by Kelly Smith (Coordinator of Collections and Discovery, Eastern Kentucky University Libraries)
Until 2012, Eastern Kentucky University (EKU) Libraries, like most academic libraries, allocated a set amount of funds to each subject liaison to spend in their area. As we began to dip our toes into patron driven acquisitions (PDA), a small “discretionary” fund had been used for this purpose. But as PDA became more popular with our patrons, the idea of pre-determined subject allocations quickly became challenging from both practical and philosophical standpoints. When discretionary funds were exhausted, how would we replenish PDA deposit accounts? Would we have to ask a liaison for “permission” to use their funds each time a book was requested? With a deposit account in a multi-disciplinary PDA package, how was that even possible? And if the evidence showed that patron requested materials were more highly used than librarian selected titles,1 why were we still prioritizing librarian selections? Especially at a medium-sized comprehensive university where liaisons did not necessarily have subject expertise?
So when I was promoted to Coordinator of the division that handled collections in early 2012, one of my first actions was to propose a “pilot” year where we took all subject-allocated monograph funds and put them in one big pool of funds to see what would happen. Liaisons were skeptical. They had questions, lots of questions. But I emphasized that this change was not permanent. That we would try it and find out what problems arose, what problems were solved, and whether the problems solved outweighed the problems created. I also made sure that the branch librarians had more leeway to request titles. For example, the music librarian could still send us lists of scores to purchase, but he agreed to let the music histories, biographies, and other monograph purchases be driven by patron requests.
So in FY2013, we collapsed all the funds and set up a workflow in Illiad for InterLibrary Loan staff to send monograph requests through a quick review by the collection development librarian. Based on our collection development criteria, requests were either forwarded to acquisitions staff for purchase or sent to ILL to be borrowed. Additionally, we committed more funds to patron driven online collections, including both eBooks and streaming videos.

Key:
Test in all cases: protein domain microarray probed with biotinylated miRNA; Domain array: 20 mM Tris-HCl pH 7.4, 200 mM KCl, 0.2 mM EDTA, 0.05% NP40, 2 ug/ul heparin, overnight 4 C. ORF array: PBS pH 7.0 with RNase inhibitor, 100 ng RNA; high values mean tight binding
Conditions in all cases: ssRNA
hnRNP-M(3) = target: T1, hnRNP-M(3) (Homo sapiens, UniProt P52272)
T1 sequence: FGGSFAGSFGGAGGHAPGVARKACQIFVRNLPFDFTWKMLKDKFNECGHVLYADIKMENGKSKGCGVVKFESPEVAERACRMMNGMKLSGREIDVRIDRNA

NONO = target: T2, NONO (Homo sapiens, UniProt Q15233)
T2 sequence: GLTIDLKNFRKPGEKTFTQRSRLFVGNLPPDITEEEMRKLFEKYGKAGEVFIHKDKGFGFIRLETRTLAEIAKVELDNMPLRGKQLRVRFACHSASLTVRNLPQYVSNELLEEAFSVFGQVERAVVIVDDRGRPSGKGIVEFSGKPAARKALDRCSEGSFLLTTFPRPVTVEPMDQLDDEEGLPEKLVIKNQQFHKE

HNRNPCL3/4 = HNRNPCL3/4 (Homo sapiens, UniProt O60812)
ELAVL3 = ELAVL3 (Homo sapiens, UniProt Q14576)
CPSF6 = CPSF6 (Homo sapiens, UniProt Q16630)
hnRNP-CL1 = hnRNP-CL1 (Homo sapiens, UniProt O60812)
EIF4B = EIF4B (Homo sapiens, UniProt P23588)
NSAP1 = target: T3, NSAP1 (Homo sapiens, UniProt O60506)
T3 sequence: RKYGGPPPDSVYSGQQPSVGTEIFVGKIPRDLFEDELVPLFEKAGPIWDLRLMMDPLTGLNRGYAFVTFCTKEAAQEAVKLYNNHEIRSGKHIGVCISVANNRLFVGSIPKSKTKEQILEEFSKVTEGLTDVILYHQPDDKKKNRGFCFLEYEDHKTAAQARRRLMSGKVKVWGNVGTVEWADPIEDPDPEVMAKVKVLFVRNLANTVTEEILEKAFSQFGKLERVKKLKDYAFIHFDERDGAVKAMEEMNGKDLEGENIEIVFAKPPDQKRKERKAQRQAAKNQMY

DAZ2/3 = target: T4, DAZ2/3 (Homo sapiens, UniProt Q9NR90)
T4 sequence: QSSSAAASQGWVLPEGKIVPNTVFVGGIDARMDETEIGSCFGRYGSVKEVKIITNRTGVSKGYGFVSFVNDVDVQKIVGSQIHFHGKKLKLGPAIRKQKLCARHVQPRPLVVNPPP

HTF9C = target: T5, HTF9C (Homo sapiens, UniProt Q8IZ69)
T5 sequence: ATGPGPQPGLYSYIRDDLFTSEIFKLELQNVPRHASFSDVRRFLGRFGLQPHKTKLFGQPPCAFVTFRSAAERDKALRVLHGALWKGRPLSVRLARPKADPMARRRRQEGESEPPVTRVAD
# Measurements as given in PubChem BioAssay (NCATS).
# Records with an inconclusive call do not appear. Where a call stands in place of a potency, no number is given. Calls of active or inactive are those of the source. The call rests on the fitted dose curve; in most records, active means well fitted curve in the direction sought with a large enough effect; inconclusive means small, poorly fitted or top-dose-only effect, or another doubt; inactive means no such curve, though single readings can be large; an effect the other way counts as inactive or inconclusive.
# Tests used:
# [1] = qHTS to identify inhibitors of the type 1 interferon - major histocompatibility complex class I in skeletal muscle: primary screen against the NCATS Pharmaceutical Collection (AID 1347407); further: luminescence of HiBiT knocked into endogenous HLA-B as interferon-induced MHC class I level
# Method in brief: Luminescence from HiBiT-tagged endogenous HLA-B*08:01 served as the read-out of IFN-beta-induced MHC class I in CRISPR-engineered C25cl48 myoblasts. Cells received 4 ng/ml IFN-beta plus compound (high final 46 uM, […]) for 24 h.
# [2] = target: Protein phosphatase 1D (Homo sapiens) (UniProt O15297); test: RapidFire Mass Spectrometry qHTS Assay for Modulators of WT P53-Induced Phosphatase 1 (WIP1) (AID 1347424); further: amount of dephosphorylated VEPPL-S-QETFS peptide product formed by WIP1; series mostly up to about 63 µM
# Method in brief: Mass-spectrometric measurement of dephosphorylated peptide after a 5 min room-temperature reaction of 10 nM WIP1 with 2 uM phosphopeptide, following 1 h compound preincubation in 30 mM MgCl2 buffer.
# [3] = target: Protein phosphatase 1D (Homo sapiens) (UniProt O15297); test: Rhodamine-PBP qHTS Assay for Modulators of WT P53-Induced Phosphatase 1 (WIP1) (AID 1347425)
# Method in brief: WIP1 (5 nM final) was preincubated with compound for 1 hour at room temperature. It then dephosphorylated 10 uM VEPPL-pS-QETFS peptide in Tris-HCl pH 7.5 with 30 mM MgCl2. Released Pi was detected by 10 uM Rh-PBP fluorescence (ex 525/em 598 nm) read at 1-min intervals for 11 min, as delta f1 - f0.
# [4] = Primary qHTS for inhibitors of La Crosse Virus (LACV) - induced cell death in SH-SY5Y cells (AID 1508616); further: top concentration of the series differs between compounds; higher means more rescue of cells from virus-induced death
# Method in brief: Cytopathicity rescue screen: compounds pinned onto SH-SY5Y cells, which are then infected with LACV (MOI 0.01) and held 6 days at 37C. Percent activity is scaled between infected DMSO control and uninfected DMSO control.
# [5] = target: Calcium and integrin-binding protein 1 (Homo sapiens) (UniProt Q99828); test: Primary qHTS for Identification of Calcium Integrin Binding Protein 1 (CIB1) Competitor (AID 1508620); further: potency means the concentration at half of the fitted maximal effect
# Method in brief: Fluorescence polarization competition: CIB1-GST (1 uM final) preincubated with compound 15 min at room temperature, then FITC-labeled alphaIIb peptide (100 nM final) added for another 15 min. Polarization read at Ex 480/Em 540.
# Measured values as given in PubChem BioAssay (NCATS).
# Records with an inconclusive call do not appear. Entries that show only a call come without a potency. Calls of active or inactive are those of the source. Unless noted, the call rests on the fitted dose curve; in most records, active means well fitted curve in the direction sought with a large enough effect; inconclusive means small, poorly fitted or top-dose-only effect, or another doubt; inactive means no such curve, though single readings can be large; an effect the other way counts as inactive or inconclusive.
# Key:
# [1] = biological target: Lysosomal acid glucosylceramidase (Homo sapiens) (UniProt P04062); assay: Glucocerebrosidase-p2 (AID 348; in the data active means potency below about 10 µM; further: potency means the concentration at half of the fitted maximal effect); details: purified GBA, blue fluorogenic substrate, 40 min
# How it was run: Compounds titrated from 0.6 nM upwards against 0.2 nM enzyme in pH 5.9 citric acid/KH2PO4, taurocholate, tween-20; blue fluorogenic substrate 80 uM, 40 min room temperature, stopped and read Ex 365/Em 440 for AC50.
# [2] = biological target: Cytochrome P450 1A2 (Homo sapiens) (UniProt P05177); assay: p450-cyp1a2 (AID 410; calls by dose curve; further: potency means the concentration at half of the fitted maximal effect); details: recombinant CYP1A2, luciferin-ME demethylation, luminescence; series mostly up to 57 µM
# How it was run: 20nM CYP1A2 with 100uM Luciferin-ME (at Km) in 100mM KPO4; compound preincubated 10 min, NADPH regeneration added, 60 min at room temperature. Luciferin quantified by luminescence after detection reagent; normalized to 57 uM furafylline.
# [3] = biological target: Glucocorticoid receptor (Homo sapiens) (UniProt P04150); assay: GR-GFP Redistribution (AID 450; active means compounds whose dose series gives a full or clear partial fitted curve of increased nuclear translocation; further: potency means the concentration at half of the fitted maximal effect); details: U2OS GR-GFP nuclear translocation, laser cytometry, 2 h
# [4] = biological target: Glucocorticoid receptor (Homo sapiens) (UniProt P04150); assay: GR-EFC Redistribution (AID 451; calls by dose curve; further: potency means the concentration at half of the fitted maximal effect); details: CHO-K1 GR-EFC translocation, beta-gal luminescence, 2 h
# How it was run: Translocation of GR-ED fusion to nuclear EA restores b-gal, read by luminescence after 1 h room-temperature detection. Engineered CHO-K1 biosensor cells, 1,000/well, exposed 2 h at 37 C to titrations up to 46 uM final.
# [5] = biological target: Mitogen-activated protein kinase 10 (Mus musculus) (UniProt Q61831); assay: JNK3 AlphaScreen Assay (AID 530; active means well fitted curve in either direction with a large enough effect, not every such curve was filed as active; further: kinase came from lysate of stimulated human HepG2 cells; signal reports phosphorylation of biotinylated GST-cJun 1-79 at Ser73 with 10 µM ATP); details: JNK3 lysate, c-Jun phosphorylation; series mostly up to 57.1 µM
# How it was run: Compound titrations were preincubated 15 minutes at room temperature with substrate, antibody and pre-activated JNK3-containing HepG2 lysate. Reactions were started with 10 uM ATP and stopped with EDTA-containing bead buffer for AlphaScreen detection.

So, what were the results of our “pilot”?
In terms of problems, there were only two big ones. First, and this surprised us: many faculty were annoyed that we had purchased titles that they had requested through Interlibrary Loan! They had “only wanted to review them.” We solved this problem through education, explaining that they could indicate in the notes that they would prefer ILL, but that we would use our professional judgement to determine whether individual titles might have a broader use potential that would justify purchase. Second, the onslaught of textbook requests at the beginning of each semester is hard to manage. We maintain a small collection of textbooks on reserve — primarily those donated by faculty or students. Occasionally, we will purchase a textbook for introductory classes or high DFW classes, especially to support students at the beginning of the semester as there is often a lag-time before they receive their textbook vouchers from the financial aid office. So students know that we buy textbooks and some of them request we purchase all of their textbooks. We are managing this through education and a lot of communication, but it is still a problem that we are working through, and we don’t have a set policy yet.
In terms of benefits, I could probably use this entire column to list them, but I will focus on the main ones.
- Flexibility. We can purchase whatever our students and faculty need, at the point of need. If a new faculty member comes and identifies an area in need of more core titles, we can afford as many as they need — there’s no set number. If a program is added (or removed) we can add more titles in that area (or adjust our PDA profiles).